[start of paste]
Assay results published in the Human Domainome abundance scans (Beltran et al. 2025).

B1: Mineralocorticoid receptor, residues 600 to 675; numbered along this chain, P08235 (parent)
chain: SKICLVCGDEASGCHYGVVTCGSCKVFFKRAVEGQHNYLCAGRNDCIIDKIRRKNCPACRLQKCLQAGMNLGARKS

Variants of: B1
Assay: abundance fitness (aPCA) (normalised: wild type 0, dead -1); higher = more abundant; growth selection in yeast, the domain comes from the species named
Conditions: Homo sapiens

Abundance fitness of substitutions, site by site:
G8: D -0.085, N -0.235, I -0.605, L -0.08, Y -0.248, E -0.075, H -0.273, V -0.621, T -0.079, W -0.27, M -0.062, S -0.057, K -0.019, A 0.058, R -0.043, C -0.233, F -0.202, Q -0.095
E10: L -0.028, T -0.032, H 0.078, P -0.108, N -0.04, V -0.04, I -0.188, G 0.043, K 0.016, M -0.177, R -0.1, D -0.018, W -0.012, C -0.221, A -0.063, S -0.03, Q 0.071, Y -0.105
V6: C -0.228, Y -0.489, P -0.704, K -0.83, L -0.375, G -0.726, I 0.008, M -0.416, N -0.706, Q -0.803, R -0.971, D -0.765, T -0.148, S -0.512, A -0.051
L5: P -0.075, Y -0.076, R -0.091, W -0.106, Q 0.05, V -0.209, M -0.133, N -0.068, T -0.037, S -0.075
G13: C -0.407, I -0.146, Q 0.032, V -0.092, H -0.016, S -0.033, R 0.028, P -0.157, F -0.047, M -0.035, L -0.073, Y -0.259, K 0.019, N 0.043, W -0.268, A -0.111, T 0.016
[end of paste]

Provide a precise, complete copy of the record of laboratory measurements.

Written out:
Assay results published in the Human Domainome abundance scans (Beltran et al. 2025).

B1: Mineralocorticoid receptor, residues 600 to 675; numbered along this chain, P08235 (parent)
chain: SKICLVCGDEASGCHYGVVTCGSCKVFFKRAVEGQHNYLCAGRNDCIIDKIRRKNCPACRLQKCLQAGMNLGARKS

Variants of: B1
Assay: abundance fitness (aPCA) (normalised: wild type 0, dead -1); higher = more abundant; growth selection in yeast, the domain comes from the species named
Conditions: Homo sapiens

Abundance fitness of substitutions, site by site:
G8: D -0.085, N -0.235, I -0.605, L -0.08, Y -0.248, E -0.075, H -0.273, V -0.621, T -0.079, W -0.27, M -0.062, S -0.057, K -0.019, A 0.058, R -0.043, C -0.233, F -0.202, Q -0.095
E10: L -0.028, T -0.032, H 0.078, P -0.108, N -0.04, V -0.04, I -0.188, G 0.043, K 0.016, M -0.177, R -0.1, D -0.018, W -0.012, C -0.221, A -0.063, S -0.03, Q 0.071, Y -0.105
V6: C -0.228, Y -0.489, P -0.704, K -0.83, L -0.375, G -0.726, I 0.008, M -0.416, N -0.706, Q -0.803, R -0.971, D -0.765, T -0.148, S -0.512, A -0.051
L5: P -0.075, Y -0.076, R -0.091, W -0.106, Q 0.05, V -0.209, M -0.133, N -0.068, T -0.037, S -0.075
G13: C -0.407, I -0.146, Q 0.032, V -0.092, H -0.016, S -0.033, R 0.028, P -0.157, F -0.047, M -0.035, L -0.073, Y -0.259, K 0.019, N 0.043, W -0.268, A -0.111, T 0.016